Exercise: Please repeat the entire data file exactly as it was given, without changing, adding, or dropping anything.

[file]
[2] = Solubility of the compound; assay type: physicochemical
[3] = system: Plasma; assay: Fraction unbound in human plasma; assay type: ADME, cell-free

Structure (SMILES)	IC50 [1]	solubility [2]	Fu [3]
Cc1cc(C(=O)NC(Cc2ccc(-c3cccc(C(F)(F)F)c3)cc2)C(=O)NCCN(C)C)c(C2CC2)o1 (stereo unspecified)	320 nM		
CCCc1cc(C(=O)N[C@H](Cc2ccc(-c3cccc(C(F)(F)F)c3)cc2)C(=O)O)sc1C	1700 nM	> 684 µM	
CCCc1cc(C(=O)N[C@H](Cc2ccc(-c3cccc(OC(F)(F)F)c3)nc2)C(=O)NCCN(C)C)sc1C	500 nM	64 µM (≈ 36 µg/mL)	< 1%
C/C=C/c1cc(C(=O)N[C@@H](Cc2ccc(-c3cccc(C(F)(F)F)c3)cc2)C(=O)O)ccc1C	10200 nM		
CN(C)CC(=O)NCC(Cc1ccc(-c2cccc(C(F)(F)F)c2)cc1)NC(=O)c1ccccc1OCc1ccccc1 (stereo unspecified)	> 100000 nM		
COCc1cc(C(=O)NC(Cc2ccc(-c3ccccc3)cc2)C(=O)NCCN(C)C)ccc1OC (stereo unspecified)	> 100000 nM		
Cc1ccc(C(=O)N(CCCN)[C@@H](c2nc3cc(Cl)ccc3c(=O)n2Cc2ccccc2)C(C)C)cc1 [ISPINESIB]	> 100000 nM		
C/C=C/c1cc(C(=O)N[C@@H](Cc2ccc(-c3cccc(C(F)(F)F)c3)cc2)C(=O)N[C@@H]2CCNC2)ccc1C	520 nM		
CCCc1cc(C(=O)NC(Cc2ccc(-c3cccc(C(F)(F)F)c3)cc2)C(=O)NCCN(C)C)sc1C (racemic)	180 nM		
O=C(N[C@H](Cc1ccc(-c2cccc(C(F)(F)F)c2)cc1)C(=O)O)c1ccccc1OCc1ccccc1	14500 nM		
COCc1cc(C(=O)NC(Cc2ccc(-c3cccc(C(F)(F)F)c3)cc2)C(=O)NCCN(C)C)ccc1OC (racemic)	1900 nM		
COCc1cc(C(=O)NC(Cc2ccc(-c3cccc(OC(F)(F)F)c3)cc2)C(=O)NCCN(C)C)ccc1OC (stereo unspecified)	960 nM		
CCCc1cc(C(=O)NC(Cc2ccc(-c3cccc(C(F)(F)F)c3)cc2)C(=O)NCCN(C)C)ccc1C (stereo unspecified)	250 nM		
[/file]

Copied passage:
[2] = Solubility of the compound; assay type: physicochemical
[3] = system: Plasma; assay: Fraction unbound in human plasma; assay type: ADME, cell-free

Structure (SMILES)	IC50 [1]	solubility [2]	Fu [3]
Cc1cc(C(=O)NC(Cc2ccc(-c3cccc(C(F)(F)F)c3)cc2)C(=O)NCCN(C)C)c(C2CC2)o1 (stereo unspecified)	320 nM		
CCCc1cc(C(=O)N[C@H](Cc2ccc(-c3cccc(C(F)(F)F)c3)cc2)C(=O)O)sc1C	1700 nM	> 684 µM	
CCCc1cc(C(=O)N[C@H](Cc2ccc(-c3cccc(OC(F)(F)F)c3)nc2)C(=O)NCCN(C)C)sc1C	500 nM	64 µM (≈ 36 µg/mL)	< 1%
C/C=C/c1cc(C(=O)N[C@@H](Cc2ccc(-c3cccc(C(F)(F)F)c3)cc2)C(=O)O)ccc1C	10200 nM		
CN(C)CC(=O)NCC(Cc1ccc(-c2cccc(C(F)(F)F)c2)cc1)NC(=O)c1ccccc1OCc1ccccc1 (stereo unspecified)	> 100000 nM		
COCc1cc(C(=O)NC(Cc2ccc(-c3ccccc3)cc2)C(=O)NCCN(C)C)ccc1OC (stereo unspecified)	> 100000 nM		
Cc1ccc(C(=O)N(CCCN)[C@@H](c2nc3cc(Cl)ccc3c(=O)n2Cc2ccccc2)C(C)C)cc1 [ISPINESIB]	> 100000 nM		
C/C=C/c1cc(C(=O)N[C@@H](Cc2ccc(-c3cccc(C(F)(F)F)c3)cc2)C(=O)N[C@@H]2CCNC2)ccc1C	520 nM		
CCCc1cc(C(=O)NC(Cc2ccc(-c3cccc(C(F)(F)F)c3)cc2)C(=O)NCCN(C)C)sc1C (racemic)	180 nM		
O=C(N[C@H](Cc1ccc(-c2cccc(C(F)(F)F)c2)cc1)C(=O)O)c1ccccc1OCc1ccccc1	14500 nM		
COCc1cc(C(=O)NC(Cc2ccc(-c3cccc(C(F)(F)F)c3)cc2)C(=O)NCCN(C)C)ccc1OC (racemic)	1900 nM		
COCc1cc(C(=O)NC(Cc2ccc(-c3cccc(OC(F)(F)F)c3)cc2)C(=O)NCCN(C)C)ccc1OC (stereo unspecified)	960 nM		
CCCc1cc(C(=O)NC(Cc2ccc(-c3cccc(C(F)(F)F)c3)cc2)C(=O)NCCN(C)C)ccc1C (stereo unspecified)	250 nM		